Author’s Corner: Creative Ideas

So, Where Do Creative Ideas Come From?

The answer might surprise you.

In Paul McCartney’s biography, he shared this secret: “… John often had just the first verse, which was always enough. It was the direction … the signpost … the inspiration for the whole song. I hate the word, but it was the template.”

In other words, The Beatles, the most successful rock band in history, used a template to create blockbuster songs. They’re not the only ones. For instance, Agatha Christie, one of the best-selling authors ever, wrote over 60 novels by using a template to help structure her thinking in a way that made her more creative.

So, if it isn’t a magic formula, what, exactly, is involved in said process? One decades-old theory says that the crux of creativity lies in making analogies.

Analogies?

Yes, just as those SAT questions you used to hate; Crumb is to bread as … splinter is to wood. That kind of thing.

Herron sits at a table with his books displayed

Author R.L. Herron

Two Schools of Thought

Creative people, so the theory goes, are constantly connecting old knowledge and experiences to new situations. There are two schools of thought about where ideas come from.

One is the artist-as-antenna concept, in which ideas float in some barely perceptible ether waiting for someone to pick them up, the way a radio picks up a song when it’s tuned to just the right frequency. This is Keith Richards waking up in the middle of the night with the main riff from Satisfaction fully formed in his head.

The second school holds that ideas are the product of hard work and thoughtful concentration. Sit down and think, and don’t get up until you have something. This school is the writer grinding out his four pages a day, or the mad poet storming up-and-down the street in search of the perfect word.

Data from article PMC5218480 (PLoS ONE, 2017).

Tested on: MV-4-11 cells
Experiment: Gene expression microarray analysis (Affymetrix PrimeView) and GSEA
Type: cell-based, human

The reality is probably somewhere in the middle. We get ideas from within ourselves and from without or, more to the point, from the interaction of the two.

I believe the active engagement of the artist with the world is where ideas are born, given life by some very identifiable processes:

Preparation: Ideas come to those who are prepared to receive them, whatever the origin. Scientists have ideas about science. Accomplished musicians have melody ideas that translate into beautiful songs, and skillful writers create daring novels that illuminate our lives … but those who haven’t prepared themselves to be creative rarely are.

Attention: Paying attention to the world around us is a major source of ideas. You’ve heard the saying that “necessity is the mother of invention” – but it also takes someone paying close enough attention to recognize that need in the first place.

Curiosity: Creativity often comes from the drive to understand and take things apart, literally or figuratively. It stems from the desire to know “what if …” and to follow that question until it goes somewhere interesting.

Effort: Creativity takes a commitment to work. “Ideas are cheap,” the saying goes. “Execution is hard.” Ideas need to be captured, followed up on, and committed to a plan of action, or they disappear back to wherever they came from … and they rarely come back.

Serendipity: Serendipity is really two things. First, it’s what you might expect … the luck of being at the right place at the right time … to be Isaac Newton under the tree at exactly the moment the apple falls.

The second, more important part is the openness to make connections between unrelated events … to see in a bathtub a lesson about physics. How many millions of baths were taken before Archimedes had his “Eureka!” moment?

These aren’t God-given gifts reserved to the few. These are all things each of us, as writers, can cultivate. They apply to just about everyone who faces situations calling for creative responses.

Start making a conscious effort to develop these elements, and I bet you’ll soon start engaging with your world more creatively. In fact, I’m certain it will show up when you write.

About R.L. Herron

R.L. Herron, the author of multiple works of fiction, including several Readers' Favorite medal winners, lives and writes in Michigan with his lovely wife, an ugly mortgage, and one extremely large cat. His books are all available on Amazon and online with Barnes & Noble. Visit Author R.L. Herron's Website, Broken Glass.

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